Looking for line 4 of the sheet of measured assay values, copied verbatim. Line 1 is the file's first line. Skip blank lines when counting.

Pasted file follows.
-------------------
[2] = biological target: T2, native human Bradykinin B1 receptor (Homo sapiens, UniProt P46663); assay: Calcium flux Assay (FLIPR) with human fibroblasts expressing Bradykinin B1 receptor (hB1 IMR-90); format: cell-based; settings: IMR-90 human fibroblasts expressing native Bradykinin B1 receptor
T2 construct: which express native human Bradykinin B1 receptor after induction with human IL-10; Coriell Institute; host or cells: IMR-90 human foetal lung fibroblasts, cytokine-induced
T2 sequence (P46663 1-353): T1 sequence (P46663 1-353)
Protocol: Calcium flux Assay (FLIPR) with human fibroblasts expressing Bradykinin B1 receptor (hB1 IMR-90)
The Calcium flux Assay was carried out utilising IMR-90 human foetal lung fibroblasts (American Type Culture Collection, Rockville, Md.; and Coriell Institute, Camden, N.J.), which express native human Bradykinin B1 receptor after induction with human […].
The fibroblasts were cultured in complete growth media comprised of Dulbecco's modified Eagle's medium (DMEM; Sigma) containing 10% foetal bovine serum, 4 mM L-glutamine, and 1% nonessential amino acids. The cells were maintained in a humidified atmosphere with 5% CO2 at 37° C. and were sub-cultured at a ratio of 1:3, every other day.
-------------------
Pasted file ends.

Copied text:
Protocol: Calcium flux Assay (FLIPR) with human fibroblasts expressing Bradykinin B1 receptor (hB1 IMR-90)